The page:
Binding the Speech Recognition Engine to a Kinect Sensor’s Audio Stream

In order to do this, we override SensorStreamHandlerBase’s implementation of OnSensorChanged, so we can find out about sensors connecting and disconnecting.

public override void OnSensorChanged(KinectSensor newSensor)
{
    base.OnSensorChanged(newSensor);
    if (this.sensor != null)
    {
        if (this.speechEngine != null)
        {
            this.StopRecognition();
            this.speechEngine.SetInputToNull();
            this.sensor.AudioSource.Stop();
        }
    }

    this.sensor = newSensor;
    if (newSensor != null)
    {
        if (this.speechEngine != null)
        {
            this.speechEngine.SetInputToAudioStream(
                newSensor.AudioSource.Start(), new SpeechAudioFormatInfo(EncodingFormat.Pcm, 16000, 16, 1, 32000, 2, null));
            this.StartRecognition(this.grammar);
        }
    }
}

The main thing we need to do here is Start the AudioSource of the newly connected Kinect sensor in order to get an audio stream that we can hook up as the input to the speech engine. We also need to specify the format of the audio stream, which is a single-channel, 16-bits per sample, Pulse Code Modulation (PCM) stream, sampled at 16kHz.

Allow Web Clients to Specify Speech Grammar

We will let clients send us the whole speech grammar that they want recognized, as XML that conforms to the W3C Speech Recognition Grammar Specification format version 1.0. To do this, we will expose a configuration property called “grammarXml”.

Let’s backtrack a little bit because earlier we glossed over the bit of code in the SpeechStreamHandler constructor where we register the handlers for getting and setting stream configuration properties:

this.AddStreamConfiguration(SpeechEventCategory, new StreamConfiguration(this.GetProperties, this.SetProperty));

Now, in the SetProperty method we call LoadGrammarXml method whenever a client sets the “grammarXml” property:

case GrammarXmlPropertyName:
    this.LoadGrammarXml((string)propertyValue);
    break;

And in the LoadGrammarXml method we do the real work of updating the speech grammar:

private void LoadGrammarXml(string grammarXml)
{
    this.StopRecognition();

    if (!string.IsNullOrEmpty(grammarXml))
    {
        using (var memoryStream = new MemoryStream(Encoding.UTF8.GetBytes(grammarXml)))
        {
            Grammar newGrammar;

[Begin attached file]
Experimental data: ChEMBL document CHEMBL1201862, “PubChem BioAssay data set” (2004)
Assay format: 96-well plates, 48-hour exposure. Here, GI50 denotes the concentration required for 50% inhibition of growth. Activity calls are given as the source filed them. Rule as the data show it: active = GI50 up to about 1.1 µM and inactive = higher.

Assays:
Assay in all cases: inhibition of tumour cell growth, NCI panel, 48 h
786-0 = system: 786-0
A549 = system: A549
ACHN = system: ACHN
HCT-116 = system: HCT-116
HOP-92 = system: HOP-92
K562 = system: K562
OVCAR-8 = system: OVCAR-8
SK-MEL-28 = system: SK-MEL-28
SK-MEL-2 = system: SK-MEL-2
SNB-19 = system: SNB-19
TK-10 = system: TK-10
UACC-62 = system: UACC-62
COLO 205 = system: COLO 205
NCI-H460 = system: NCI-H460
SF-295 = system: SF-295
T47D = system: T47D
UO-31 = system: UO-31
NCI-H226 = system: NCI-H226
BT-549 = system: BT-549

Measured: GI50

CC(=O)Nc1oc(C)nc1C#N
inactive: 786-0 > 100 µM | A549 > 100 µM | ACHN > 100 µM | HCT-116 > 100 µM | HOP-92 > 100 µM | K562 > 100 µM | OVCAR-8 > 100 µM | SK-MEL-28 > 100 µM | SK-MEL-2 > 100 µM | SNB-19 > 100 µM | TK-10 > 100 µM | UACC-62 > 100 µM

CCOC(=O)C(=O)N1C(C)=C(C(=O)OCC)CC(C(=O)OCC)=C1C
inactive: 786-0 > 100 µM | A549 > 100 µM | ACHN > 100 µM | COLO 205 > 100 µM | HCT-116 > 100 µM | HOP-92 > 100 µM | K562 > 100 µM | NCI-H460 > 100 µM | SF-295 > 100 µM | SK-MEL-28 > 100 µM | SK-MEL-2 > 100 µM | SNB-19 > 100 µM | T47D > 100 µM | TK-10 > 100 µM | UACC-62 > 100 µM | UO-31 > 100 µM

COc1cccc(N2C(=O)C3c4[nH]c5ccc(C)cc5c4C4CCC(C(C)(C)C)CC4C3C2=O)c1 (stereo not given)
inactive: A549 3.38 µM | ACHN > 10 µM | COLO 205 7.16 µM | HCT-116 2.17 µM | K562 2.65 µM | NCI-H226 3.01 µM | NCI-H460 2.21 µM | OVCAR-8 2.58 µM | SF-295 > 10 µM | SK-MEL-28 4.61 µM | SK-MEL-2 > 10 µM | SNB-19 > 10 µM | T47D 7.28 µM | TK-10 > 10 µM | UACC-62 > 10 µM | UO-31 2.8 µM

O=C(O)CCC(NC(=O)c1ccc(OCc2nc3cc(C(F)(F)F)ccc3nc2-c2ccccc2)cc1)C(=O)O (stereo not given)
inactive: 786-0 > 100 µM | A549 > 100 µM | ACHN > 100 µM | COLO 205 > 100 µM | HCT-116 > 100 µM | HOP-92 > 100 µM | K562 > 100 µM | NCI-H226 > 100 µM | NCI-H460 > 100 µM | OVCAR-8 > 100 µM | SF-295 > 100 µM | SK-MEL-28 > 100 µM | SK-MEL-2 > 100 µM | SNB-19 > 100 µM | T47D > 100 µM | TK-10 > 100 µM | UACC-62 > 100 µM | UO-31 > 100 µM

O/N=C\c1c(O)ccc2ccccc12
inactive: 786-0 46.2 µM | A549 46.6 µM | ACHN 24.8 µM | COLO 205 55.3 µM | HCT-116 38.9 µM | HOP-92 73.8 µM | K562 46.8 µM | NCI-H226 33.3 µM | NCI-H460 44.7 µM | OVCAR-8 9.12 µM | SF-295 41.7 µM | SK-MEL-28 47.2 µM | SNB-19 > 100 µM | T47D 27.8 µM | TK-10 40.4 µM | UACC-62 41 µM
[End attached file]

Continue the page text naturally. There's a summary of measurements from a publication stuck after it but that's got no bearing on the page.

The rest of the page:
try
            {
                newGrammar = new Grammar(memoryStream);
            }
            catch (ArgumentException e)
            {
                throw new InvalidOperationException("Requested grammar might not contain a root rule", e);
            }
            catch (FormatException e)
            {
                throw new InvalidOperationException("Requested grammar was specified with an invalid format", e);
            }

            this.StartRecognition(newGrammar);
        }
    }
}

We first stop the speech recognition because we don’t yet know if the specified grammar is going to be valid or not, then we try to create a new Microsoft.Speech.Recognition.Grammar object from the specified property value. If the property value does not represent a valid grammar, newGrammar variable will remain null. Finally, we call StartRecognition method, which loads the grammar into the speech engine (if grammar is valid), and tells the speech engine to start recognizing and keep recognizing speech phrases until we explicitly tell it to stop.

private void StartRecognition(Grammar g)
{
    if ((this.sensor != null) && (g != null))
    {
        this.speechEngine.LoadGrammar(g);
        this.speechEngine.RecognizeAsync(RecognizeMode.Multiple);
    }

    this.grammar = g;
}

Send Speech Recognition Events to Web Client

When we created the speech recognition engine, we registered for 3 events: AudioStateChanged, SpeechRecognized and SpeechRecognitionRejected. Whenever any of these events happen we just want to forward the event to the web client. Since the code ends up being very similar, we will focus on the SpeechRecognized event handler:

private async void SpeechRecognized(object sender, SpeechRecognizedEventArgs args)
{
    var message = new RecognizedSpeechMessage(args);
    await this.ownerContext.SendEventMessageAsync(message);
}

To send messages to web clients we use functionality exposed by ownerContext, which is an instance of the SensorStreamHandlerContext class which was passed to us in the constructor. The messages are sent to clients using a web socket channel, and could be

  • Stream messages: Messages that are generated continuously, at a predictable rate (e.g.: 30 skeleton stream frames are generated every second), where the data from each message replaces the data from the previous message. If we drop one of these messages every so often there is no major consequence because another will arrive shortly thereafter with more up-to-date data, so the framework might decide to drop one of these messages if it detects a bottleneck in the web socket channel.
  • Event messages: Messages that are generated sporadically, at an unpredictable rate, where each event represents an isolated incident. As such, it is not desirable to drop any one of these kind of messages.